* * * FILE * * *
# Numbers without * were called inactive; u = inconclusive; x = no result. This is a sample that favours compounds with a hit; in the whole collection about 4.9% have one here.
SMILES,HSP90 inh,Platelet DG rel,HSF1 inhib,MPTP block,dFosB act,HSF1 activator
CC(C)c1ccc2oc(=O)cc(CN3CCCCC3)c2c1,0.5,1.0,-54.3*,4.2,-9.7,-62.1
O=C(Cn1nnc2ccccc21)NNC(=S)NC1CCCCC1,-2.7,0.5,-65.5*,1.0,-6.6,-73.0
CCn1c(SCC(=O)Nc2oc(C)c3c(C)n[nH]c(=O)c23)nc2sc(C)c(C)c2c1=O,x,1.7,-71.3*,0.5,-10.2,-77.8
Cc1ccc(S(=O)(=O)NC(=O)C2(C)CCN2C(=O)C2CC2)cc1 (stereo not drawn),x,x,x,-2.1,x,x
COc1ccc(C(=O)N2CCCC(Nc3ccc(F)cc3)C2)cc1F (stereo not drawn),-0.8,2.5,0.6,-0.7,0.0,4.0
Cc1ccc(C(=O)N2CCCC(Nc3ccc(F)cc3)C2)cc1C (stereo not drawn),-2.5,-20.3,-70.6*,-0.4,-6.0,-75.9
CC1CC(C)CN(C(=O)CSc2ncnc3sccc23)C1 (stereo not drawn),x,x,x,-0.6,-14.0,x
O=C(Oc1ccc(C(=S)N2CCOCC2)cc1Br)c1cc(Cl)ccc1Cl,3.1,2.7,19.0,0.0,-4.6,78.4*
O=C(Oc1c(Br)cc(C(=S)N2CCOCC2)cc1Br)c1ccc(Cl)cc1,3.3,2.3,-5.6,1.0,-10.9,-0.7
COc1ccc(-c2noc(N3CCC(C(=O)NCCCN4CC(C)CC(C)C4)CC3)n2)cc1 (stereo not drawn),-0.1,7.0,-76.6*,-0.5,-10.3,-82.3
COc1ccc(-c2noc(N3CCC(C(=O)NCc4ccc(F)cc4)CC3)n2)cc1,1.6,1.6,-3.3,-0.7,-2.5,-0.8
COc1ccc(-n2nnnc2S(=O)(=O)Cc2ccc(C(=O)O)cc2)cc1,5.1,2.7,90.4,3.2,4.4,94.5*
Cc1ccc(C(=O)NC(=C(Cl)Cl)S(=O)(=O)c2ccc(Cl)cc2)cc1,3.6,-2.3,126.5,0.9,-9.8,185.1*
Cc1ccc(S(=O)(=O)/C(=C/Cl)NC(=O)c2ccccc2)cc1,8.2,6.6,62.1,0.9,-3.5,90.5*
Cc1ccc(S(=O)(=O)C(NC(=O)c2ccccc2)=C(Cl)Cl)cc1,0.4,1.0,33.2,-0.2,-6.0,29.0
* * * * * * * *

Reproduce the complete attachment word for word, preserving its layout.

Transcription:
# Numbers without * were called inactive; u = inconclusive; x = no result. This is a sample that favours compounds with a hit; in the whole collection about 4.9% have one here.
SMILES,HSP90 inh,Platelet DG rel,HSF1 inhib,MPTP block,dFosB act,HSF1 activator
CC(C)c1ccc2oc(=O)cc(CN3CCCCC3)c2c1,0.5,1.0,-54.3*,4.2,-9.7,-62.1
O=C(Cn1nnc2ccccc21)NNC(=S)NC1CCCCC1,-2.7,0.5,-65.5*,1.0,-6.6,-73.0
CCn1c(SCC(=O)Nc2oc(C)c3c(C)n[nH]c(=O)c23)nc2sc(C)c(C)c2c1=O,x,1.7,-71.3*,0.5,-10.2,-77.8
Cc1ccc(S(=O)(=O)NC(=O)C2(C)CCN2C(=O)C2CC2)cc1 (stereo not drawn),x,x,x,-2.1,x,x
COc1ccc(C(=O)N2CCCC(Nc3ccc(F)cc3)C2)cc1F (stereo not drawn),-0.8,2.5,0.6,-0.7,0.0,4.0
Cc1ccc(C(=O)N2CCCC(Nc3ccc(F)cc3)C2)cc1C (stereo not drawn),-2.5,-20.3,-70.6*,-0.4,-6.0,-75.9
CC1CC(C)CN(C(=O)CSc2ncnc3sccc23)C1 (stereo not drawn),x,x,x,-0.6,-14.0,x
O=C(Oc1ccc(C(=S)N2CCOCC2)cc1Br)c1cc(Cl)ccc1Cl,3.1,2.7,19.0,0.0,-4.6,78.4*
O=C(Oc1c(Br)cc(C(=S)N2CCOCC2)cc1Br)c1ccc(Cl)cc1,3.3,2.3,-5.6,1.0,-10.9,-0.7
COc1ccc(-c2noc(N3CCC(C(=O)NCCCN4CC(C)CC(C)C4)CC3)n2)cc1 (stereo not drawn),-0.1,7.0,-76.6*,-0.5,-10.3,-82.3
COc1ccc(-c2noc(N3CCC(C(=O)NCc4ccc(F)cc4)CC3)n2)cc1,1.6,1.6,-3.3,-0.7,-2.5,-0.8
COc1ccc(-n2nnnc2S(=O)(=O)Cc2ccc(C(=O)O)cc2)cc1,5.1,2.7,90.4,3.2,4.4,94.5*
Cc1ccc(C(=O)NC(=C(Cl)Cl)S(=O)(=O)c2ccc(Cl)cc2)cc1,3.6,-2.3,126.5,0.9,-9.8,185.1*
Cc1ccc(S(=O)(=O)/C(=C/Cl)NC(=O)c2ccccc2)cc1,8.2,6.6,62.1,0.9,-3.5,90.5*
Cc1ccc(S(=O)(=O)C(NC(=O)c2ccccc2)=C(Cl)Cl)cc1,0.4,1.0,33.2,-0.2,-6.0,29.0